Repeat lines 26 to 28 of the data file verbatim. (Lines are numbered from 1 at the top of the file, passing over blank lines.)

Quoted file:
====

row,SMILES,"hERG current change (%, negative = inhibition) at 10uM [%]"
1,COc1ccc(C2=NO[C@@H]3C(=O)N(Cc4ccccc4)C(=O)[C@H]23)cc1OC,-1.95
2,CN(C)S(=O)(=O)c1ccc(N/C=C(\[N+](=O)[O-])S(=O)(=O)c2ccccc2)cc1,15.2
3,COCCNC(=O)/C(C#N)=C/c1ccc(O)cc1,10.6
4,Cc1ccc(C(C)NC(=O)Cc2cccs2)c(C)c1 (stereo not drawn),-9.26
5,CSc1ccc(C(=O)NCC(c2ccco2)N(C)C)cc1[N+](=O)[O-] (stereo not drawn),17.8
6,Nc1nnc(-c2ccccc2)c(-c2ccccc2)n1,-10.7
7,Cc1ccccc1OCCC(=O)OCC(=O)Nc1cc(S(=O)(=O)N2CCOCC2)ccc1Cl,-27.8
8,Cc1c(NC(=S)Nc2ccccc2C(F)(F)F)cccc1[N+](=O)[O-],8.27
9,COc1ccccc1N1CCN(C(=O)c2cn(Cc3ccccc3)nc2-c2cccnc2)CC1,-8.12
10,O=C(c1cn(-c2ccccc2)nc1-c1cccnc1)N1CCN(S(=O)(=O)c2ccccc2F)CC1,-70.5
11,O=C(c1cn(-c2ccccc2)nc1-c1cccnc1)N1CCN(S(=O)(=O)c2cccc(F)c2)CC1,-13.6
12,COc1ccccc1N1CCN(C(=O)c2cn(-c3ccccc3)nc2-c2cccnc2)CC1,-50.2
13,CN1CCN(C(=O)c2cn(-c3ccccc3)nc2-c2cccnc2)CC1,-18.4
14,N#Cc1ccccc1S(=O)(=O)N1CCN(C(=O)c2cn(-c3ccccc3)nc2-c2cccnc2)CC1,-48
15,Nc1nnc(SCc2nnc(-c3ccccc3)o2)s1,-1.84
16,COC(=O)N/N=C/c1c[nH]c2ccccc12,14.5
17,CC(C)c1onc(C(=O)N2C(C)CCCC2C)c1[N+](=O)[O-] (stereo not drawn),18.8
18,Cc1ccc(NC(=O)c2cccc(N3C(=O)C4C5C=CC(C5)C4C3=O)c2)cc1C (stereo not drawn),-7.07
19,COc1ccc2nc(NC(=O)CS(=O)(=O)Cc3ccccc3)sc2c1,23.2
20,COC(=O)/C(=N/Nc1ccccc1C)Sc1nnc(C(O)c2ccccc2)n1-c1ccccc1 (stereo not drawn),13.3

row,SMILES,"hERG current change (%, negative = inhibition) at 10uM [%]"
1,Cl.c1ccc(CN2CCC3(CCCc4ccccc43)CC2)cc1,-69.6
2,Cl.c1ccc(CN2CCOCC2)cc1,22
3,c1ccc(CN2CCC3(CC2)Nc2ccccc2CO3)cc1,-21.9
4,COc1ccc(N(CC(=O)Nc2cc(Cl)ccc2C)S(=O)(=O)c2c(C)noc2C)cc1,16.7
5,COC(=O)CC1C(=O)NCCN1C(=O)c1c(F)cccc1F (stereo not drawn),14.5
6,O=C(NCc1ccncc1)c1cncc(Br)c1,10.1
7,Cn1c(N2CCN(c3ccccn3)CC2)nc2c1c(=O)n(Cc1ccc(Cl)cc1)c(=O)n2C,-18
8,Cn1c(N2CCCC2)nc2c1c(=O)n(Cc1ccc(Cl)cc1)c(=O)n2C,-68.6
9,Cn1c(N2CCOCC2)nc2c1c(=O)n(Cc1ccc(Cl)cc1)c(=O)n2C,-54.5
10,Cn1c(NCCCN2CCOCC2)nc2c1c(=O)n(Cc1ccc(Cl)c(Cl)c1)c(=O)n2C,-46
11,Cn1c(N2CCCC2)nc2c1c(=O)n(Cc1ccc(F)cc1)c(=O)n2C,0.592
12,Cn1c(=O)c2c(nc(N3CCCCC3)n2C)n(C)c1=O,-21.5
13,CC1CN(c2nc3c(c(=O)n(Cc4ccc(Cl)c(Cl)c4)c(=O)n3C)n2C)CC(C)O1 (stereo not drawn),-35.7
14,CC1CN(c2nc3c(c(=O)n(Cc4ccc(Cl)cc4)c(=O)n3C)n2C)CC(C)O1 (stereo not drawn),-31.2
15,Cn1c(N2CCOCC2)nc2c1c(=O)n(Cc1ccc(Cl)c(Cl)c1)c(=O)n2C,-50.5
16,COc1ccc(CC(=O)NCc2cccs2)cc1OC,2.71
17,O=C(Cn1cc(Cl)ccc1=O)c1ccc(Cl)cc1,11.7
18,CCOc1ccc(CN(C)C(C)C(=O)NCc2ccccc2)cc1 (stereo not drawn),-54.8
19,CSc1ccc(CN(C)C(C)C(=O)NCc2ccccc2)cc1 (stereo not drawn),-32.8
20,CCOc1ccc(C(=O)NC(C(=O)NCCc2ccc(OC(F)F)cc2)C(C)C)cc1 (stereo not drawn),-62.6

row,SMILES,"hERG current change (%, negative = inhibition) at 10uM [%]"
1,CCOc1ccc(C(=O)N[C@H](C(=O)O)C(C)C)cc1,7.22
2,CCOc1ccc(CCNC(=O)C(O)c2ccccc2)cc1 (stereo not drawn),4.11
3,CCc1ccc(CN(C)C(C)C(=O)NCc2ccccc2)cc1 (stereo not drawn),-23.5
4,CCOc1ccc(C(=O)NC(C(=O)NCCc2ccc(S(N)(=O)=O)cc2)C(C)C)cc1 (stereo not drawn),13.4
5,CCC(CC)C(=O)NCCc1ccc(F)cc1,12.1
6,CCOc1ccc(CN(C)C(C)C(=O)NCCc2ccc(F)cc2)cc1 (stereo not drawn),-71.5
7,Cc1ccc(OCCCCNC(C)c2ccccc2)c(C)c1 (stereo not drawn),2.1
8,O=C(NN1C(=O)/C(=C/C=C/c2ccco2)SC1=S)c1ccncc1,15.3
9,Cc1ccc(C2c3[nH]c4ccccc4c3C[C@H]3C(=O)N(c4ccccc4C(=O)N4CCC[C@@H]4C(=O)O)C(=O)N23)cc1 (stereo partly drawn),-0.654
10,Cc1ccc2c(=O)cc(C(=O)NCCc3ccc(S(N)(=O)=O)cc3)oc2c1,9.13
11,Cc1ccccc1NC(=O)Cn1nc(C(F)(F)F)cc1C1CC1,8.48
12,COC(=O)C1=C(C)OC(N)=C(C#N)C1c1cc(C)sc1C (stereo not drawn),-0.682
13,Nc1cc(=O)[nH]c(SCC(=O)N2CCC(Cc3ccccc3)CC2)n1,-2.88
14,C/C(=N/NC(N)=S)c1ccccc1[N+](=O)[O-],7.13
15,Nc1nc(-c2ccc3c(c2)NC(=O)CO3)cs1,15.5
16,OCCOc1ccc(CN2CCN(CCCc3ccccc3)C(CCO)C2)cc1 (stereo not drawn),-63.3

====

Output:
4,COc1ccc(N(CC(=O)Nc2cc(Cl)ccc2C)S(=O)(=O)c2c(C)noc2C)cc1,16.7
5,COC(=O)CC1C(=O)NCCN1C(=O)c1c(F)cccc1F (stereo not drawn),14.5
6,O=C(NCc1ccncc1)c1cncc(Br)c1,10.1